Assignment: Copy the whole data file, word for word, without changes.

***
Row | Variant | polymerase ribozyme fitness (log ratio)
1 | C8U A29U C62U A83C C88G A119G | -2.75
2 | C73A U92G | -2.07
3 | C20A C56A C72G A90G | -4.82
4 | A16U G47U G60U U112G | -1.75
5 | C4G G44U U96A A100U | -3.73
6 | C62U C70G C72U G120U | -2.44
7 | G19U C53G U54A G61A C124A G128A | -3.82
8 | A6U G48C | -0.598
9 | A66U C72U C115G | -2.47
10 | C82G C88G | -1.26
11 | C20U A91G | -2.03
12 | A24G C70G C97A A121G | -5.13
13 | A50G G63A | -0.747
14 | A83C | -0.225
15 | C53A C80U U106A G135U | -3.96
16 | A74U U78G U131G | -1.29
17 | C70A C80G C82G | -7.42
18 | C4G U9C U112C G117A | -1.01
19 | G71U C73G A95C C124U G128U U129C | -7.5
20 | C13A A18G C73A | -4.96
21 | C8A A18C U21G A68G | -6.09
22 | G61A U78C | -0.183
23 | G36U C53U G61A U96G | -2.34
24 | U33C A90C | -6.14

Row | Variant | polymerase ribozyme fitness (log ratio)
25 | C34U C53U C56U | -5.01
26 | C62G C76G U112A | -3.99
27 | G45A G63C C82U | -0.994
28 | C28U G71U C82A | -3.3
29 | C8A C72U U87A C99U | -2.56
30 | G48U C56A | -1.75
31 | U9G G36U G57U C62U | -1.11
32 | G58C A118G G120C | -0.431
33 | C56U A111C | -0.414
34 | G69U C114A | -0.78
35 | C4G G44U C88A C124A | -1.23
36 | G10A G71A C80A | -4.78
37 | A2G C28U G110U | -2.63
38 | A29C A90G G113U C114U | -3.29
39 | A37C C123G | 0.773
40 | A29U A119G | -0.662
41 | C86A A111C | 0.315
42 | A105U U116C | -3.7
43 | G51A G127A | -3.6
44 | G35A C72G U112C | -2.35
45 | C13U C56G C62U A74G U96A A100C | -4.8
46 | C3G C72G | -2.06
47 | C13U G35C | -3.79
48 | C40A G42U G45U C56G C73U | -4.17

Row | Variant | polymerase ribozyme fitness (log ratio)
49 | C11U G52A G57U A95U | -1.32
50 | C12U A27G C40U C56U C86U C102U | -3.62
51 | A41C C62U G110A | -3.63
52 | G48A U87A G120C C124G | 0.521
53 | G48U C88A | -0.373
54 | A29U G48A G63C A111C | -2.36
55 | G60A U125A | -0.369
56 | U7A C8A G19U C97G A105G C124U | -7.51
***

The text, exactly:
Row | Variant | polymerase ribozyme fitness (log ratio)
1 | C8U A29U C62U A83C C88G A119G | -2.75
2 | C73A U92G | -2.07
3 | C20A C56A C72G A90G | -4.82
4 | A16U G47U G60U U112G | -1.75
5 | C4G G44U U96A A100U | -3.73
6 | C62U C70G C72U G120U | -2.44
7 | G19U C53G U54A G61A C124A G128A | -3.82
8 | A6U G48C | -0.598
9 | A66U C72U C115G | -2.47
10 | C82G C88G | -1.26
11 | C20U A91G | -2.03
12 | A24G C70G C97A A121G | -5.13
13 | A50G G63A | -0.747
14 | A83C | -0.225
15 | C53A C80U U106A G135U | -3.96
16 | A74U U78G U131G | -1.29
17 | C70A C80G C82G | -7.42
18 | C4G U9C U112C G117A | -1.01
19 | G71U C73G A95C C124U G128U U129C | -7.5
20 | C13A A18G C73A | -4.96
21 | C8A A18C U21G A68G | -6.09
22 | G61A U78C | -0.183
23 | G36U C53U G61A U96G | -2.34
24 | U33C A90C | -6.14

Row | Variant | polymerase ribozyme fitness (log ratio)
25 | C34U C53U C56U | -5.01
26 | C62G C76G U112A | -3.99
27 | G45A G63C C82U | -0.994
28 | C28U G71U C82A | -3.3
29 | C8A C72U U87A C99U | -2.56
30 | G48U C56A | -1.75
31 | U9G G36U G57U C62U | -1.11
32 | G58C A118G G120C | -0.431
33 | C56U A111C | -0.414
34 | G69U C114A | -0.78
35 | C4G G44U C88A C124A | -1.23
36 | G10A G71A C80A | -4.78
37 | A2G C28U G110U | -2.63
38 | A29C A90G G113U C114U | -3.29
39 | A37C C123G | 0.773
40 | A29U A119G | -0.662
41 | C86A A111C | 0.315
42 | A105U U116C | -3.7
43 | G51A G127A | -3.6
44 | G35A C72G U112C | -2.35
45 | C13U C56G C62U A74G U96A A100C | -4.8
46 | C3G C72G | -2.06
47 | C13U G35C | -3.79
48 | C40A G42U G45U C56G C73U | -4.17

Row | Variant | polymerase ribozyme fitness (log ratio)
49 | C11U G52A G57U A95U | -1.32
50 | C12U A27G C40U C56U C86U C102U | -3.62
51 | A41C C62U G110A | -3.63
52 | G48A U87A G120C C124G | 0.521
53 | G48U C88A | -0.373
54 | A29U G48A G63C A111C | -2.36
55 | G60A U125A | -0.369
56 | U7A C8A G19U C97G A105G C124U | -7.51